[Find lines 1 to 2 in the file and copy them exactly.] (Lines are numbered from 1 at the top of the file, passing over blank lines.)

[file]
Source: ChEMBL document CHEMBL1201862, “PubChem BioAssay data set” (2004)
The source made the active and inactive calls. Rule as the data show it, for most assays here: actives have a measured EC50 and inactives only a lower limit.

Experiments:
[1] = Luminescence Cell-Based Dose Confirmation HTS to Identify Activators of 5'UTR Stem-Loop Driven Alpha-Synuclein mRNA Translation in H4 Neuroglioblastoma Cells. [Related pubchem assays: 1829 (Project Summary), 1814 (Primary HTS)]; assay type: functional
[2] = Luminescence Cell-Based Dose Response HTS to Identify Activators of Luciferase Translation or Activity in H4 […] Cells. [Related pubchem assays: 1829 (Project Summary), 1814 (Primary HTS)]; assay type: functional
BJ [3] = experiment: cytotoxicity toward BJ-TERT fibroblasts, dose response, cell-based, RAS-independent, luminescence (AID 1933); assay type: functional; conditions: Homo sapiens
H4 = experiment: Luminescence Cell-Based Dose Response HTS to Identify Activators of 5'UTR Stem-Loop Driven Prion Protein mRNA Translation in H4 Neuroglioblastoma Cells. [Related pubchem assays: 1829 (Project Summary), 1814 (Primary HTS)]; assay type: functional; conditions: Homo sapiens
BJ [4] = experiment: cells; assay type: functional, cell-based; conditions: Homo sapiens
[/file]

Source: ChEMBL document CHEMBL1201862, “PubChem BioAssay data set” (2004)
The source made the active and inactive calls. Rule as the data show it, for most assays here: actives have a measured EC50 and inactives only a lower limit.